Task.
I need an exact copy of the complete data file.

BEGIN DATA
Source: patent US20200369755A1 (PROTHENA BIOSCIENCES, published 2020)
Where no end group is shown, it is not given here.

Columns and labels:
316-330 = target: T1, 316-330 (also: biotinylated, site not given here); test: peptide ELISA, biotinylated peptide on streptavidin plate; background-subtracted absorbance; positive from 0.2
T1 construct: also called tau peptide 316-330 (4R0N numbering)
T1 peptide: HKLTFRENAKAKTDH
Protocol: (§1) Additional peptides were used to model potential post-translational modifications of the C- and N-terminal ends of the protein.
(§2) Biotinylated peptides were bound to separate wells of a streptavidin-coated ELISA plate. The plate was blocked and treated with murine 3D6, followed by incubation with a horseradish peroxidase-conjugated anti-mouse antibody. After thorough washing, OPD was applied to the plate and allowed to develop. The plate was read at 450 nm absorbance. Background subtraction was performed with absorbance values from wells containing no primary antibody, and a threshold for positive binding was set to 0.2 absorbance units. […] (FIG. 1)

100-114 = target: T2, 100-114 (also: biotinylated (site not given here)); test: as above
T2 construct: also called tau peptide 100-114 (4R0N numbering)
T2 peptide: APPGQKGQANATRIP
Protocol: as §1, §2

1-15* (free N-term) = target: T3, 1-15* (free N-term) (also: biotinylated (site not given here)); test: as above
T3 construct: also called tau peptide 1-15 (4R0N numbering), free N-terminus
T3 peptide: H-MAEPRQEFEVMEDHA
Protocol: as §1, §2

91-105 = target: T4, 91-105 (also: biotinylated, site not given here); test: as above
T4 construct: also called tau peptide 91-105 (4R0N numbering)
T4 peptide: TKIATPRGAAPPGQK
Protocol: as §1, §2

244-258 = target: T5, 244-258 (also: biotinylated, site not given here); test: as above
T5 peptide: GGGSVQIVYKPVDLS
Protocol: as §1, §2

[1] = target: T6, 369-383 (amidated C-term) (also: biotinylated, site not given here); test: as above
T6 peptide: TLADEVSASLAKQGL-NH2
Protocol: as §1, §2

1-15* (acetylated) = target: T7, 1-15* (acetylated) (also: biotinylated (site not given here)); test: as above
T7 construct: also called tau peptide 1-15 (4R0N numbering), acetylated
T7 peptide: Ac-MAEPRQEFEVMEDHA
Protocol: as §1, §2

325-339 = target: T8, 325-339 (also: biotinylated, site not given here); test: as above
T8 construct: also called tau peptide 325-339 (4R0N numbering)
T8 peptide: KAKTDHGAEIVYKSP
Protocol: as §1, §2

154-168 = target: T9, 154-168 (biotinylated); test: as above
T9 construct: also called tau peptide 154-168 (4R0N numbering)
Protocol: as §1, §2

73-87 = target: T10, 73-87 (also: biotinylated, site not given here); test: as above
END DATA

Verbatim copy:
Source: patent US20200369755A1 (PROTHENA BIOSCIENCES, published 2020)
Where no end group is shown, it is not given here.

Columns and labels:
316-330 = target: T1, 316-330 (also: biotinylated, site not given here); test: peptide ELISA, biotinylated peptide on streptavidin plate; background-subtracted absorbance; positive from 0.2
T1 construct: also called tau peptide 316-330 (4R0N numbering)
T1 peptide: HKLTFRENAKAKTDH
Protocol: (§1) Additional peptides were used to model potential post-translational modifications of the C- and N-terminal ends of the protein.
(§2) Biotinylated peptides were bound to separate wells of a streptavidin-coated ELISA plate. The plate was blocked and treated with murine 3D6, followed by incubation with a horseradish peroxidase-conjugated anti-mouse antibody. After thorough washing, OPD was applied to the plate and allowed to develop. The plate was read at 450 nm absorbance. Background subtraction was performed with absorbance values from wells containing no primary antibody, and a threshold for positive binding was set to 0.2 absorbance units. […] (FIG. 1)

100-114 = target: T2, 100-114 (also: biotinylated (site not given here)); test: as above
T2 construct: also called tau peptide 100-114 (4R0N numbering)
T2 peptide: APPGQKGQANATRIP
Protocol: as §1, §2

1-15* (free N-term) = target: T3, 1-15* (free N-term) (also: biotinylated (site not given here)); test: as above
T3 construct: also called tau peptide 1-15 (4R0N numbering), free N-terminus
T3 peptide: H-MAEPRQEFEVMEDHA
Protocol: as §1, §2

91-105 = target: T4, 91-105 (also: biotinylated, site not given here); test: as above
T4 construct: also called tau peptide 91-105 (4R0N numbering)
T4 peptide: TKIATPRGAAPPGQK
Protocol: as §1, §2

244-258 = target: T5, 244-258 (also: biotinylated, site not given here); test: as above
T5 peptide: GGGSVQIVYKPVDLS
Protocol: as §1, §2

[1] = target: T6, 369-383 (amidated C-term) (also: biotinylated, site not given here); test: as above
T6 peptide: TLADEVSASLAKQGL-NH2
Protocol: as §1, §2

1-15* (acetylated) = target: T7, 1-15* (acetylated) (also: biotinylated (site not given here)); test: as above
T7 construct: also called tau peptide 1-15 (4R0N numbering), acetylated
T7 peptide: Ac-MAEPRQEFEVMEDHA
Protocol: as §1, §2

325-339 = target: T8, 325-339 (also: biotinylated, site not given here); test: as above
T8 construct: also called tau peptide 325-339 (4R0N numbering)
T8 peptide: KAKTDHGAEIVYKSP
Protocol: as §1, §2

154-168 = target: T9, 154-168 (biotinylated); test: as above
T9 construct: also called tau peptide 154-168 (4R0N numbering)
Protocol: as §1, §2

73-87 = target: T10, 73-87 (also: biotinylated, site not given here); test: as above